So what can be learned from US charters? First, there is no single charter model. Not all charters use KIPP which is Mr Gove’s preferred option and chimes particularly well with the “boot camp” philosophy promoted by some academies. Secondly, it’s important to consider the attrition rates when looking at results. A school which “loses” 20% of its pupils which include the most challenging is more likely to achieve a better outcome than the school that has to deal with the rejected 20%. The former, however, would be regarded as “better” than the latter. Thirdly, the need to develop a positive school environment is recognised by all successful heads in whatever type of school, although this widely-accepted quality did not feature in the list of attributes shared by successful schools compiled by Harvard researchers. However, the researchers admitted they did not investigate all characteristics which might be found in successful schools. One of the aspects they did not consider was the personality and leadership style of the head teacher whose role in promoting a positive school environment is crucial. Unfortunately, the new head of Ofsted believes that head teachers will know that they are doing something right when staff morale has plummeted. This is an astonishing remark from an ex-head teacher – and it runs counter to what the returning heads intend to do in their own schools.

*This post, apart from the last paragraph, is a summary of “The toughest of the tough” published in TES, 13 January 2012, not available on-line

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Allan Beavis's picture
Thu, 19/01/2012 - 22:58

I think the single most important thing that Britain can learn from the American charter experiment is that, despite being in existence for over 20 years, American schools perform somewhere in the middle of international rankings, like the UK and many other developed western nations with a similar socio-economic make up. In other words, the United States has not found a magic formula and leapt up the PISA rankings.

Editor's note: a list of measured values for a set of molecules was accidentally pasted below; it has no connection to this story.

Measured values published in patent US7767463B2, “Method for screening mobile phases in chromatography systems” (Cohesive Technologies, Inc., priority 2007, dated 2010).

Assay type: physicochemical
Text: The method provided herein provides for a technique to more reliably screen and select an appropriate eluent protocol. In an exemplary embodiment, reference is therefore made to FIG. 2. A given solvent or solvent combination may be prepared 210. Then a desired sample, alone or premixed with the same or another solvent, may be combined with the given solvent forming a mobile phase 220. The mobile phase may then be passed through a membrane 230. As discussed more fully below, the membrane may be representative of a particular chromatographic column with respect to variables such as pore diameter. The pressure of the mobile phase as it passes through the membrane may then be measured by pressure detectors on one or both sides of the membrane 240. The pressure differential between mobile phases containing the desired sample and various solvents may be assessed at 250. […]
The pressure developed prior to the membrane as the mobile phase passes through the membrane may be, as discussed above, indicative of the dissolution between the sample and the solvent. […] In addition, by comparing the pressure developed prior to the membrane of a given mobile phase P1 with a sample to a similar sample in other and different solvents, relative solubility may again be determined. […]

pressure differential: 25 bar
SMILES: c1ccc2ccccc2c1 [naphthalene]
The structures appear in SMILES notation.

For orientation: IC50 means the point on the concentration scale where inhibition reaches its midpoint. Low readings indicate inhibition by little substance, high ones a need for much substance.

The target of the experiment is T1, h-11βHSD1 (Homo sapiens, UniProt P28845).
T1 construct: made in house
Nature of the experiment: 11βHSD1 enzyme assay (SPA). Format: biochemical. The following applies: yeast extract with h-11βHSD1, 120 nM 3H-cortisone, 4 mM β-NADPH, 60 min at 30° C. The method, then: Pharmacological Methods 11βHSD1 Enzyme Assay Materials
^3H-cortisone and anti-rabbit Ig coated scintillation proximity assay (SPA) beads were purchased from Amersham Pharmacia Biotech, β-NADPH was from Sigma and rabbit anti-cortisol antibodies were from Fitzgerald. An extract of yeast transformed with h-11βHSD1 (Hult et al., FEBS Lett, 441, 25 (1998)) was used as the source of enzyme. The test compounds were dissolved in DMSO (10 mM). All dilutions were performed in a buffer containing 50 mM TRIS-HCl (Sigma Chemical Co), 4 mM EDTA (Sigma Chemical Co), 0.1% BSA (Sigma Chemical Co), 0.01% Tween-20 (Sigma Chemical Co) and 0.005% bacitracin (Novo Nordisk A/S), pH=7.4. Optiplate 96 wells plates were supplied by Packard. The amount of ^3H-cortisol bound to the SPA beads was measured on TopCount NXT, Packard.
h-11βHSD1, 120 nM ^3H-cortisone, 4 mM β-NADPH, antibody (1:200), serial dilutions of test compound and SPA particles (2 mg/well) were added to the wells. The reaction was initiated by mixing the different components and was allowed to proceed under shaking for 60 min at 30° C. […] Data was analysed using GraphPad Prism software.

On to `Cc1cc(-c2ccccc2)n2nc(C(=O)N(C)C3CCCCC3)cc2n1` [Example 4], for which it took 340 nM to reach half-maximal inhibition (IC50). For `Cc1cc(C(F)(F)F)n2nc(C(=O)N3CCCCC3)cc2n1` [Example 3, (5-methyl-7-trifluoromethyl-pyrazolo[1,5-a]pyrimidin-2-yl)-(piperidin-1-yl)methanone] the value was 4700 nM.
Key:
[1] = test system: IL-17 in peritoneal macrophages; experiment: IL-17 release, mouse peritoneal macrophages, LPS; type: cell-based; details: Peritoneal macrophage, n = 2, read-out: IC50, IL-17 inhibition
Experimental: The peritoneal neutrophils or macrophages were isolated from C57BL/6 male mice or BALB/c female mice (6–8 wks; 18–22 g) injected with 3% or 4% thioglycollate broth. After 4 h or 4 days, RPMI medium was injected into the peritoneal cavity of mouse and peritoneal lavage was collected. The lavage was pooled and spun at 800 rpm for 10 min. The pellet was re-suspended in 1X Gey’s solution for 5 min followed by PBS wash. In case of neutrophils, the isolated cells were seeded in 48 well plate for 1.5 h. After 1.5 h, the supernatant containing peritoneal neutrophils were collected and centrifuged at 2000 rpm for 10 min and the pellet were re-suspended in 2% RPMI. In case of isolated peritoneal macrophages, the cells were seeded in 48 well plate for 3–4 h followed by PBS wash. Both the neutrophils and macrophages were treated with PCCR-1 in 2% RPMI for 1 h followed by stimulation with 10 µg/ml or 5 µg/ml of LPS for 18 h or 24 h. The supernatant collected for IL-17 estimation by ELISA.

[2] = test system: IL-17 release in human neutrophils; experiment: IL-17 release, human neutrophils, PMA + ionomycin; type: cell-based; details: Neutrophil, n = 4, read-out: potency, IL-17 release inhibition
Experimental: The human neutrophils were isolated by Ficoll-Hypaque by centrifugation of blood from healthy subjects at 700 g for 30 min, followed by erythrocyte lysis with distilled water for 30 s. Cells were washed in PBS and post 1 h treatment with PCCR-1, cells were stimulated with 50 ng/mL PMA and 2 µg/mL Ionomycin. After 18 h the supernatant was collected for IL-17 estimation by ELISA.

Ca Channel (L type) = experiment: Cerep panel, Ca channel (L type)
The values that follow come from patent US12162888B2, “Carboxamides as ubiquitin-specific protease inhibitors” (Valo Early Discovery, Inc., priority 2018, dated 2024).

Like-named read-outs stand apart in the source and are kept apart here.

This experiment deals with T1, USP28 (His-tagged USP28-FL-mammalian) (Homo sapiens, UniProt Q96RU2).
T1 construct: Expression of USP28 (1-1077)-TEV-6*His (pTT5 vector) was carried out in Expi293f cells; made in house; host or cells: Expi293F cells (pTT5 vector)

The main reason that the Charter system has failed is because, despite some excellent Charters, these models have not been able to scale up around the US or even transplant from one district to another. This is because all school districts in even one region have different pupil intakes and challenges and this is magnified and rendered more complex and impossible when applied to other cities and states.

Some research suggests a more well endowed Charter performs better than their Charter competitors without access to additional philanthropic funds. Other reports claim that bigger bucks does not necessarily guarantee better results. What is clear though is that the major philanthropists, led by the Gates, Walton and Broad Foundations have played a significant part, because of their wealth, in shaping US education policy. This policy is almost unfettered free market control of schools; the ideologies of the philanthropists being imposed on schools and school districts in exchange for cash; the philanthropists investing hundreds of millions of dollars in interns and employees’ education and training to that they can head Charter School Chains and/or run school districts or city or state education departments. Ultimately it reveals that US education benefits mostly the interests of the wealthy and influential.

Research after research shows that the effect of Charter Schools has not benefited the poorest in America. Less than 20% of charters outperform regular schools. Given that the existence of Charter schools has NOT pushed America up the PISA rankings, it is a mystery as to why the coalition considers this test-driven, punitive and corruption-ridden system worth importing to Britain. Wishful thinking that it can be done better here, that we are only importing the best practices of charters, is not enough of an excuse to spend billions on copying a policy that, on the basis of judging schools solely on test results, has not improved the state of American education so that it can compete with the tiger economy nations and Finland, all of whom eschew relentless standardized testing, selection, segregation and privatising state funded education.